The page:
The International Cricket Council (ICC) on Tuesday announced that the 2027 men’s Cricket World Cup will be co-hosted by South Africa, Zimbabwe and Namibia.
It will be the first time that the 50-over tournament, which is held every four years, will be held on the African continent since 2003.
In 2003, venues in South Africa, Zimbabwe and Kenya were used to host the prestigious event.
Reacting to the announcement, Zimbabwe Cricket (ZC) chairman Tavengwa Mukuhlani said:
This is fantastic news, coming after we worked hard and with determination as a group to get the World Cup back on our soil.
And this is clearly a vote of confidence in what we as Zimbabwe Cricket are doing and in what we as Africa can do.
We are humbled by the trust the ICC has placed in our bid and thrilled by the opportunity we have been given to put cricket on a new and sustainable path for generations to come.
On our part, we are ready to ensure the ICC men’s Cricket World Cup 2027 stands out as a unique event that celebrates Africa in all its magnificent splendour, richness, vibrancy, diversity and glory.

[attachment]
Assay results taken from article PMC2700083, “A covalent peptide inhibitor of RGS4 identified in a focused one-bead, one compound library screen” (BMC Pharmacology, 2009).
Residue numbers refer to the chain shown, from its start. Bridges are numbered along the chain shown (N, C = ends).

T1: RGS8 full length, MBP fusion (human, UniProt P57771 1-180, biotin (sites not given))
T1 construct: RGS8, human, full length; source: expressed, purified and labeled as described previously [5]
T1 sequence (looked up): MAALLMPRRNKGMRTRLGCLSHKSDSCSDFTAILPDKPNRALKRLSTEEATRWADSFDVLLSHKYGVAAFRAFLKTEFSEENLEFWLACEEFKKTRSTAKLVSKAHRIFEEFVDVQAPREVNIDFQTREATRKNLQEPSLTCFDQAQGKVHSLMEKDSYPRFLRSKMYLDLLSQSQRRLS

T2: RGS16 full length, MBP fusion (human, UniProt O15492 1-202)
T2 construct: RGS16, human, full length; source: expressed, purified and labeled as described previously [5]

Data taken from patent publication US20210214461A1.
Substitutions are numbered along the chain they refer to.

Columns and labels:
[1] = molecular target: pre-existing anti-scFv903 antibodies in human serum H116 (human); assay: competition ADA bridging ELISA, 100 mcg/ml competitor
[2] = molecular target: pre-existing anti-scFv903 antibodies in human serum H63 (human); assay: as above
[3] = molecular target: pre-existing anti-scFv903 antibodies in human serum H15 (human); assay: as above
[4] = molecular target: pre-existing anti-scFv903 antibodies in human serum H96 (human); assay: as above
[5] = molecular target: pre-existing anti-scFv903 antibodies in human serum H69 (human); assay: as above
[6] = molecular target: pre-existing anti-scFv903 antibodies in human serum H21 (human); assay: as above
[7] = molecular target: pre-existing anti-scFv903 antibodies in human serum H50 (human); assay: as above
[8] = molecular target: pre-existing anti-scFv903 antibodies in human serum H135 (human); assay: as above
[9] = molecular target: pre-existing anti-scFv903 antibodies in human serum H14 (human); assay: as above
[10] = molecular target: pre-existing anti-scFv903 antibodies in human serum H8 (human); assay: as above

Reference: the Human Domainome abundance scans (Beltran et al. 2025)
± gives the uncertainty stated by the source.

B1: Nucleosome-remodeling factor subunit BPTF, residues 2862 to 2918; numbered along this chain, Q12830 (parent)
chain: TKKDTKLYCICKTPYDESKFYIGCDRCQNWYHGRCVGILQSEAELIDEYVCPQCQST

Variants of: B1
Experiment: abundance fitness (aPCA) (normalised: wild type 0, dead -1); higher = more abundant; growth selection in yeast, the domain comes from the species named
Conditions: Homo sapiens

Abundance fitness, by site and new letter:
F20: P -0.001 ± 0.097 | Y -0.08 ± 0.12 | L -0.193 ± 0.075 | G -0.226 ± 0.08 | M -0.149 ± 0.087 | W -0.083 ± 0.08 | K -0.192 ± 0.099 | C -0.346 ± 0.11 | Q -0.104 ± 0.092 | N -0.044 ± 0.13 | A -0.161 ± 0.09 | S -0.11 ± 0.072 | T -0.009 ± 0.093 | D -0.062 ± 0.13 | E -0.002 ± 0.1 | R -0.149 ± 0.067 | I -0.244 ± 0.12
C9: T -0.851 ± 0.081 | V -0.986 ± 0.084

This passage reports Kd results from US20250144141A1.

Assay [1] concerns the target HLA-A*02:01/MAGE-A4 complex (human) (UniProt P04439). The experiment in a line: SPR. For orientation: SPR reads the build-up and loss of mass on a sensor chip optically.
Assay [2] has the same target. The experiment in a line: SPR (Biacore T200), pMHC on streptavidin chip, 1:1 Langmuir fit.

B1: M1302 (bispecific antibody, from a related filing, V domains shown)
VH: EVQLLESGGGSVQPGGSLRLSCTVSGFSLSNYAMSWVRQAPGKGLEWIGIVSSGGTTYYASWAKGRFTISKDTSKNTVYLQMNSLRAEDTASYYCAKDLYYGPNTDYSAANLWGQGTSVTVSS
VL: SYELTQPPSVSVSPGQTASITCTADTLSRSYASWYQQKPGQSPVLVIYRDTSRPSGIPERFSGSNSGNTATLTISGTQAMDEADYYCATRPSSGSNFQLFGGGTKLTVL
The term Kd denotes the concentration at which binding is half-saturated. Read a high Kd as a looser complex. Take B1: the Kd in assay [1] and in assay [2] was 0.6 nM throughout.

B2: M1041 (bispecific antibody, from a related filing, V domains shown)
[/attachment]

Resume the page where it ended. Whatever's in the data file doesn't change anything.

The 2003 tournament was slightly overshadowed by England and New Zealand refusing to travel to play in Zimbabwe and Kenya respectively because of security concerns.
Despite those refusals, Pakistan, Netherlands, Australia, India and Namibia all played in Zimbabwe while Sri Lanka travelled to face Kenya in Nairobi.
Recently Zimbabwe successfully hosted the 2018 World Cup qualifiers, having already been given the rights to stage the same qualifiers for the next edition next year.